The most common causes of pulp damage or death are:
⦁ A cracked tooth
⦁ A deep cavity
⦁ An injury to a tooth,
Once the pulp is infected or dead, if left untreated, pus can build up at the root tip in the jawbone, forming an abscess. An abscess can destroy the bone surrounding the tooth and cause pain.
Root canal treatment consists of several steps that take place over several office visits, depending on the situation. These steps are:
⦁ First, an opening is made through the back of a tooth.
⦁ After the diseased pulp is removed, the pulp chamber and root canals are cleaned.
⦁ If more than one visit is needed, a temporary filling is placed in the crown opening to protect the tooth between dental visits.
⦁ The temporary filling is removed and the pulp chamber and root canal permanently filled. A tapered, rubbery material called gutta-percha is inserted into each of the canals and is often sealed into place with cement.. In the final step, a crown is usually placed over the tooth to restore its natural shape and appearance. If the tooth is very broken down, a post may be required to build it up prior to placing a crown.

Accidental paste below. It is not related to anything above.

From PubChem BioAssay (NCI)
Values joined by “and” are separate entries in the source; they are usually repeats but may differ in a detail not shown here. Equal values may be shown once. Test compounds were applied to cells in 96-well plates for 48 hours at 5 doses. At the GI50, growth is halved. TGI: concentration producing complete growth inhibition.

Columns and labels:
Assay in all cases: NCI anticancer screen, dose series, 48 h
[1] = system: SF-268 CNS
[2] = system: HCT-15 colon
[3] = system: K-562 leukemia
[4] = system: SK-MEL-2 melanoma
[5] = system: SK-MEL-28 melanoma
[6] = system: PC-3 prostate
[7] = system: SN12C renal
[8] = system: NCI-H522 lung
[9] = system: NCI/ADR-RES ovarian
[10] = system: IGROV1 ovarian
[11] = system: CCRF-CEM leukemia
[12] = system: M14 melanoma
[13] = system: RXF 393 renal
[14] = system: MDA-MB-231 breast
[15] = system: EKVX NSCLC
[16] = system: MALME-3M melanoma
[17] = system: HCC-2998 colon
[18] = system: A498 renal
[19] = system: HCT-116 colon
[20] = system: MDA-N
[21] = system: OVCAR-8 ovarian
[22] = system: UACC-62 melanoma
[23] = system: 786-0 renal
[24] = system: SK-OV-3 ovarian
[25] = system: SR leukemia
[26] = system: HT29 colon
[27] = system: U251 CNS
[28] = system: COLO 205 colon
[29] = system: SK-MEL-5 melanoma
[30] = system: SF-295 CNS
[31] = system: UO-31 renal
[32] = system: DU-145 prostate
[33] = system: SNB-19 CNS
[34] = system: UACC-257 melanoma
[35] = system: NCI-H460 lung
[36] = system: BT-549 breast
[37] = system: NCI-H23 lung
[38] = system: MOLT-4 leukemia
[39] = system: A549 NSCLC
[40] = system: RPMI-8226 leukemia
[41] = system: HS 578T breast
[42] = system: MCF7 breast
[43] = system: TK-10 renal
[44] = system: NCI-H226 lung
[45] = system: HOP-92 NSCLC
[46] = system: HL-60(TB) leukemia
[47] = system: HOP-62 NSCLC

Your treated and restored tooth/teeth can last a lifetime with proper care. Because tooth decay can still occur in treated teeth, good oral hygiene and regular dental exams are necessary to prevent further problems.
As there is no longer a pulp keeping the tooth alive, root-treated teeth can become brittle and are more prone to fracture. This is an important consideration when deciding whether to crown or fill a tooth after root canal treatment.